Next up micromesh 600mx- apart from a huge 600 grit scratch across the middle of the tramline ( which could never reach the edge incidentally) the finish is pretty good.
I carried on with the same piece and this was the finish on the fourth go – you can see the cut has been reduced and there are some deeper scratches but this has lasted 4 times as long as the standard wet and dry paper. Strangely these look really flat, despite the paper feeling noticeably spongy.
What is happening and what are our recommendations?
Firstly the film- we will not be using this for sharpening spoon blades, It seems that what is happening is that the narrow tramlines have such a small area of contact that the pressure is too high and thin film breaks down, the broken up sections of abrasive producing larger scratches. A bit of a shame as the whole idea of the tramlines are that the small surface area should be easier to sharpen but in this case it is not a positive trait. This is perhaps exacerbated by hard polyester backing of the film. It will have its uses but not for spoon blades with tramlines.
The Micromesh performs much better, it seems to last 3-4 times longer than the wet or dry. A 6″ section on dowel should last for 10 or so blades. As this will last most people a good while it is worth attaching it so we are offering this in a self adhesive version. Although it does wear down it doesn’t break up to the extent that the 3M film or Wet and Dry does, maybe partly because of the slightly cushioned action mentioned earlier. We could see no rounding under the microscope, but it is noticeably softer so were surprised, expecting some to be present.
Encouraged by this we had some 3,000 grit paper with adhesive backing made up. The slightly softer backing seems to increase the life slightly, 25-50% and it is less likely to break down and cause scratching. On the other hand the time it takes to remove the paper means you are more likely to use it longer that you should.
Our preferred option for production is still 3,000grit paper hand held, used for sharpening two blades then discarded. This does take more skill as holding the paper in place is not that easy ( something we weren’t really aware of until we tried the backed versions then went back to standard- it was noticeably more difficult)
Also the technique of using a fresh section of paper to cut and then carrying on using it to polish, but not so much that the paper breaks down and scratches the paper is tricky. This is a technique that has been settled into largely by trial and error but is not an easy option for a beginner. You could use a fresh piece of 3,000 grit paper to cut, then rather than use a worn section to polish switch to a finer grit such as 7,000 for the polish. This is also true for the Micromesh, we are offering a finer 1200 ( 3micron) that can be used as a final stage before or instead of stropping.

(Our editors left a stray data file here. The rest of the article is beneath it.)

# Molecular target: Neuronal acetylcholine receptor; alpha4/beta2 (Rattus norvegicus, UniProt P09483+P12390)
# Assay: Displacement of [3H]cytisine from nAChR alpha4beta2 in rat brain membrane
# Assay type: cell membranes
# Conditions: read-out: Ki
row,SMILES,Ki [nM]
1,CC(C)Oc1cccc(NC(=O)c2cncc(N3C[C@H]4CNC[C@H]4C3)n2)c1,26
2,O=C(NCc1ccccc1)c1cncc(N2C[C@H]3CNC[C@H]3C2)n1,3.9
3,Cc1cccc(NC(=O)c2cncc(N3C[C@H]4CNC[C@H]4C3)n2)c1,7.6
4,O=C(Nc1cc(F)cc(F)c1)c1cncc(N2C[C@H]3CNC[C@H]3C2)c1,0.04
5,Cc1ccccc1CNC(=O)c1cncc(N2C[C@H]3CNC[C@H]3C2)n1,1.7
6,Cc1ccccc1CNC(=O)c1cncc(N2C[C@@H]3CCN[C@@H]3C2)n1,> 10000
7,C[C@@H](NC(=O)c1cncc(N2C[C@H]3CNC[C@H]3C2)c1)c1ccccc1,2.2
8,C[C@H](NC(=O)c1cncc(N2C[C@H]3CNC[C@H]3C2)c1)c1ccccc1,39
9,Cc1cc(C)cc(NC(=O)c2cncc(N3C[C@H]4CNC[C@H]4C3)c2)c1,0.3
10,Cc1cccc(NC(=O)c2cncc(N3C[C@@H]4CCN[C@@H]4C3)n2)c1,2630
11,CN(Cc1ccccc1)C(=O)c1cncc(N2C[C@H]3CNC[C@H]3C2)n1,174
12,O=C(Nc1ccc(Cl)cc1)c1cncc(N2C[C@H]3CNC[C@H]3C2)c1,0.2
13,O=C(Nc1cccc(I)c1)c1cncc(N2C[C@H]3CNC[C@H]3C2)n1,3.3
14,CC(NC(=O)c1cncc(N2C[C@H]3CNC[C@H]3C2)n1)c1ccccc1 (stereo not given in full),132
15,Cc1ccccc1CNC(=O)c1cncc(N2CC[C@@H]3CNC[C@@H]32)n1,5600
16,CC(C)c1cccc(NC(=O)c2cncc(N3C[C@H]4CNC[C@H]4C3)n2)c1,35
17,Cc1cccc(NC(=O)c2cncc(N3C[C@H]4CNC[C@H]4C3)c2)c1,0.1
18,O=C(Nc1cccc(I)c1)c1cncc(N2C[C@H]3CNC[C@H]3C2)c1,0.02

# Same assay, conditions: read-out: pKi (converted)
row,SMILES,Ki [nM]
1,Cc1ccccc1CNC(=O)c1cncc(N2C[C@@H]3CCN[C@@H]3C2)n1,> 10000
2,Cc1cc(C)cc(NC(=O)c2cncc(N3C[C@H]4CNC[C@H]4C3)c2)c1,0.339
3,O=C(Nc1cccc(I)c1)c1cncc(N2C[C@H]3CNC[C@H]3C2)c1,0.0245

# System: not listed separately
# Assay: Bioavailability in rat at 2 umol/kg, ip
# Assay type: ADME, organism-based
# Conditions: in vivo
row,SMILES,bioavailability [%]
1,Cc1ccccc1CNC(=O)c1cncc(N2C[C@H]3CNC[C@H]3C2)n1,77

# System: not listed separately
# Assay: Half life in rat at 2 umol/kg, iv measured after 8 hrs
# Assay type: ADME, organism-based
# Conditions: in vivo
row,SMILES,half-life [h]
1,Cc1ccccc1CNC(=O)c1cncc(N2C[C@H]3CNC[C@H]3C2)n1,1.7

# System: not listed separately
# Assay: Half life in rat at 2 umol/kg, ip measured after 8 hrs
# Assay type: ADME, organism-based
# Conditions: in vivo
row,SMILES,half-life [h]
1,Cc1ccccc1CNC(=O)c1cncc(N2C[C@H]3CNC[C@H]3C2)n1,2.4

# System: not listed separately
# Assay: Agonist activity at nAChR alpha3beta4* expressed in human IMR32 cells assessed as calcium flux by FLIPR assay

The Wet or Dry paper actually softens when used wet so it really has to be used quickly( hence the working life of 30 seconds when using it this way) or it will tend to break up.
– you can see here how the abrasive layer has broken down completely and flaked away from the paper backing, it is these flakes that cause the scratches that you really want to avoid. In light of this we no longer recommend or use the wet or dry paper wet when sharpening the tramlines of spoon blades, the potential to scratch the tool is too high.
An option that works well with the backed wet or dry is to wash it after use, the softening issue is then avoided as it will dry before the next time you sharpen and you can prolong the life of the abrasive avoiding it loading ( clogging ) . Micromesh doesn’t soften and break down in this way and can be used wet, or at least should be washed out between sharpenings for the same reasons. I have found a drop of detergent in the water helps with cleaning. The adhesive backing is not obviously affected by the water, but I wouldn’t leave a dowel submerged.
One point to note about these adhesive backed paper is that they stick really well, you can wrap it round a dowel and the edges will not peel back at all, this is really useful, but it is not simple to remove especially on clean wood. The paper peels off easily enough but leaves a gummy layer, it scrapes off readily with a blunt knife but the remments will often re-adhere to the dowel in another place, scraping under a running tap stops this, but it does mean you need to let the dowel dry before sticking on a new layer. Solvent such as Cellulose thinners or nail polish remover is excellent for removing any last traces, but it is not the prefered method due to the solvent fumes. We tried a light coating of boiled linseed oil on a dowel to see if this would help with release, for the first few days the paper wouldn’t stick but after a week it was fine, it stuck well but released completely cleanly.
** We now have a new self adhesive paper- this has a much thinner backing and acts like plain sandpaper, there is no perceptible give, it also releases cleanly from a variety of surfaces, including wooden dowels and our honing blocks. This paper can be found here.
All these abrasives can be found HERE
After these stages all the edges were then given a final polish with our white compound applied directly on to a clean hardwood dowel to further refine the scratch pattern.
This is what the final inside edge looks like, We have purposely made sure that there is a coloured object reflected in the tramlines, positioned the same distance from the blade as the camera as this is much less forgiving than reflecting off the sky.
We will be testing various sharpening products and will write up the results posting images, warts and all, If we find a product that is significantly different or better we will offer it for sale on this site. We have many contacts in trade and industry and it would be very easy to just pick up the phone and populate this site quickly with exotic sharpening supplies but that is not what we are trying to achieve.